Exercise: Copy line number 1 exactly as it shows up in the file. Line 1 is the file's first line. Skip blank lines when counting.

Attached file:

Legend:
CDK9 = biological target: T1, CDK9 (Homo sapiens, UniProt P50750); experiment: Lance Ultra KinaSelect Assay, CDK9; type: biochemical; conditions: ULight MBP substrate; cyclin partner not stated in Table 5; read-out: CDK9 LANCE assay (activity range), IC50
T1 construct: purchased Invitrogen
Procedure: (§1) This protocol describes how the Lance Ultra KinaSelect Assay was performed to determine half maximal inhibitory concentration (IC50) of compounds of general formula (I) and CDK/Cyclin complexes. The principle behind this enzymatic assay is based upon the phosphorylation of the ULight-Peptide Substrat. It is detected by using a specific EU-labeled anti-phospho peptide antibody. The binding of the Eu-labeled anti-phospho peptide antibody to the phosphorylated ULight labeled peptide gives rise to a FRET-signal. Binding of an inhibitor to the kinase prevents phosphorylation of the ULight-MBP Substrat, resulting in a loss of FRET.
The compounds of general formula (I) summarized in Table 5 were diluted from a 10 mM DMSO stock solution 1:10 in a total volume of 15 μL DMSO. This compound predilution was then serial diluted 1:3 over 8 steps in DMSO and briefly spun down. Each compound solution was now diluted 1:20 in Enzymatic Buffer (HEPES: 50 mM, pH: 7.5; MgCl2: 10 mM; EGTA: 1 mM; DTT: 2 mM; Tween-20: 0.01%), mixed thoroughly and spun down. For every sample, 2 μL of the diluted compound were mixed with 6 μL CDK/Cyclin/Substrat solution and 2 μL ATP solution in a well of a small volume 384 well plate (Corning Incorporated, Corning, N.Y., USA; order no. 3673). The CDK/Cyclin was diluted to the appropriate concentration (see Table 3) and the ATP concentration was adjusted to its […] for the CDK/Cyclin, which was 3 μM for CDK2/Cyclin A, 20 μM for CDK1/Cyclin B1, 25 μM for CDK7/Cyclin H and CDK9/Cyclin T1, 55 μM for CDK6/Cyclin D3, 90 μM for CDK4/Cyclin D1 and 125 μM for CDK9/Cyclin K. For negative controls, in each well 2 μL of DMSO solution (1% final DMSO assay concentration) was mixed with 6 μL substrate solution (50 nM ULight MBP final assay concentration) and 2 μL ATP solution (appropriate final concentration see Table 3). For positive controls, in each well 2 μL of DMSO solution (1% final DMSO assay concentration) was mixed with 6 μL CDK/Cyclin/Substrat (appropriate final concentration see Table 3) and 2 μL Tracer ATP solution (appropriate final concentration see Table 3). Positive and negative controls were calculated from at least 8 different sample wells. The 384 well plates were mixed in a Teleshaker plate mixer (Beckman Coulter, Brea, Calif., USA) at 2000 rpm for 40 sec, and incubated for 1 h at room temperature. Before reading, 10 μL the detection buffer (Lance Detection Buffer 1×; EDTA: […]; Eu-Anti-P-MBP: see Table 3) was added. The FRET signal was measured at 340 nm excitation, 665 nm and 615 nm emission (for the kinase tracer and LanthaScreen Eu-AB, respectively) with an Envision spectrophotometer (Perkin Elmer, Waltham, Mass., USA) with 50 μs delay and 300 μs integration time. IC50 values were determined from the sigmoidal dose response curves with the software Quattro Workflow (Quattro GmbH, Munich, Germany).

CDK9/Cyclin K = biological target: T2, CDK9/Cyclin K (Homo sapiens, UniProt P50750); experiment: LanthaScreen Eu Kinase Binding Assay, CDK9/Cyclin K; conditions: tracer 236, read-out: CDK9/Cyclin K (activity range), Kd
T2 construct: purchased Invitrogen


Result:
Legend: